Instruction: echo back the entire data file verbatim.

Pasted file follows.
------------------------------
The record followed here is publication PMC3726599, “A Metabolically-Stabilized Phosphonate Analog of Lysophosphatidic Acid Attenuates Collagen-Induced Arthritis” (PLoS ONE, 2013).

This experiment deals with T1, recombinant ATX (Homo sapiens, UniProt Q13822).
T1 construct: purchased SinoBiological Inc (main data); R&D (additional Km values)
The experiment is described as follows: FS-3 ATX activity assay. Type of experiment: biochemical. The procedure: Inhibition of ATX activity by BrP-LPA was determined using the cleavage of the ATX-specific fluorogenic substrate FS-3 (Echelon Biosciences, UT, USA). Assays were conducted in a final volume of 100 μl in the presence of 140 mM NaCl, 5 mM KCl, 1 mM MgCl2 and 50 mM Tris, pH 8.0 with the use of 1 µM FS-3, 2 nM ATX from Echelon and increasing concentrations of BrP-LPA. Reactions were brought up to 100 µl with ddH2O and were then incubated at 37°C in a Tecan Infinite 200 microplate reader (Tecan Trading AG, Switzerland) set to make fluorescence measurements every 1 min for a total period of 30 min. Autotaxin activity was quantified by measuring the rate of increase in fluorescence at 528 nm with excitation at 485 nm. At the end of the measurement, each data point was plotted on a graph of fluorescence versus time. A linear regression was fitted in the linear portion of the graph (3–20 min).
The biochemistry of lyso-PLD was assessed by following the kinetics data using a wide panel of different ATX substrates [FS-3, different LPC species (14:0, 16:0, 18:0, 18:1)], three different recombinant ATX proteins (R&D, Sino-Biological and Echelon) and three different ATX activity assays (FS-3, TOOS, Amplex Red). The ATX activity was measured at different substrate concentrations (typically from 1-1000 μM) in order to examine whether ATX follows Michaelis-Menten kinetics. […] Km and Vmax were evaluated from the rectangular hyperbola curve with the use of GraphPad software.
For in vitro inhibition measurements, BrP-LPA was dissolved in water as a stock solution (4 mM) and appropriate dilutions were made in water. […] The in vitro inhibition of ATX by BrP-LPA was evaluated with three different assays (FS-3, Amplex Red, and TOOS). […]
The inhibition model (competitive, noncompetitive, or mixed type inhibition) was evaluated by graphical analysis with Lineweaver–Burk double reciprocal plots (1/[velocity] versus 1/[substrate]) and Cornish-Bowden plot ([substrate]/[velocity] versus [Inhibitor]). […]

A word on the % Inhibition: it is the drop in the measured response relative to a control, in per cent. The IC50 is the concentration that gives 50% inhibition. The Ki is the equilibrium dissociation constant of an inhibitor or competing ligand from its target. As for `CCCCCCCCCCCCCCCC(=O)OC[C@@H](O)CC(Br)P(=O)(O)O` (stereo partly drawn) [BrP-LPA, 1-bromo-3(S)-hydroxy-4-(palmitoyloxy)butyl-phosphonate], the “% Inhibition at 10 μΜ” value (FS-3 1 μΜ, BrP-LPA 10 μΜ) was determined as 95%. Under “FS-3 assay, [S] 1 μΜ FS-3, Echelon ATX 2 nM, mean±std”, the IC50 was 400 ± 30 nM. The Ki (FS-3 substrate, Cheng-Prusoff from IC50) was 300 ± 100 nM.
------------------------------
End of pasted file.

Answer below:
The record followed here is publication PMC3726599, “A Metabolically-Stabilized Phosphonate Analog of Lysophosphatidic Acid Attenuates Collagen-Induced Arthritis” (PLoS ONE, 2013).

This experiment deals with T1, recombinant ATX (Homo sapiens, UniProt Q13822).
T1 construct: purchased SinoBiological Inc (main data); R&D (additional Km values)
The experiment is described as follows: FS-3 ATX activity assay. Type of experiment: biochemical. The procedure: Inhibition of ATX activity by BrP-LPA was determined using the cleavage of the ATX-specific fluorogenic substrate FS-3 (Echelon Biosciences, UT, USA). Assays were conducted in a final volume of 100 μl in the presence of 140 mM NaCl, 5 mM KCl, 1 mM MgCl2 and 50 mM Tris, pH 8.0 with the use of 1 µM FS-3, 2 nM ATX from Echelon and increasing concentrations of BrP-LPA. Reactions were brought up to 100 µl with ddH2O and were then incubated at 37°C in a Tecan Infinite 200 microplate reader (Tecan Trading AG, Switzerland) set to make fluorescence measurements every 1 min for a total period of 30 min. Autotaxin activity was quantified by measuring the rate of increase in fluorescence at 528 nm with excitation at 485 nm. At the end of the measurement, each data point was plotted on a graph of fluorescence versus time. A linear regression was fitted in the linear portion of the graph (3–20 min).
The biochemistry of lyso-PLD was assessed by following the kinetics data using a wide panel of different ATX substrates [FS-3, different LPC species (14:0, 16:0, 18:0, 18:1)], three different recombinant ATX proteins (R&D, Sino-Biological and Echelon) and three different ATX activity assays (FS-3, TOOS, Amplex Red). The ATX activity was measured at different substrate concentrations (typically from 1-1000 μM) in order to examine whether ATX follows Michaelis-Menten kinetics. […] Km and Vmax were evaluated from the rectangular hyperbola curve with the use of GraphPad software.
For in vitro inhibition measurements, BrP-LPA was dissolved in water as a stock solution (4 mM) and appropriate dilutions were made in water. […] The in vitro inhibition of ATX by BrP-LPA was evaluated with three different assays (FS-3, Amplex Red, and TOOS). […]
The inhibition model (competitive, noncompetitive, or mixed type inhibition) was evaluated by graphical analysis with Lineweaver–Burk double reciprocal plots (1/[velocity] versus 1/[substrate]) and Cornish-Bowden plot ([substrate]/[velocity] versus [Inhibitor]). […]

A word on the % Inhibition: it is the drop in the measured response relative to a control, in per cent. The IC50 is the concentration that gives 50% inhibition. The Ki is the equilibrium dissociation constant of an inhibitor or competing ligand from its target. As for `CCCCCCCCCCCCCCCC(=O)OC[C@@H](O)CC(Br)P(=O)(O)O` (stereo partly drawn) [BrP-LPA, 1-bromo-3(S)-hydroxy-4-(palmitoyloxy)butyl-phosphonate], the “% Inhibition at 10 μΜ” value (FS-3 1 μΜ, BrP-LPA 10 μΜ) was determined as 95%. Under “FS-3 assay, [S] 1 μΜ FS-3, Echelon ATX 2 nM, mean±std”, the IC50 was 400 ± 30 nM. The Ki (FS-3 substrate, Cheng-Prusoff from IC50) was 300 ± 100 nM.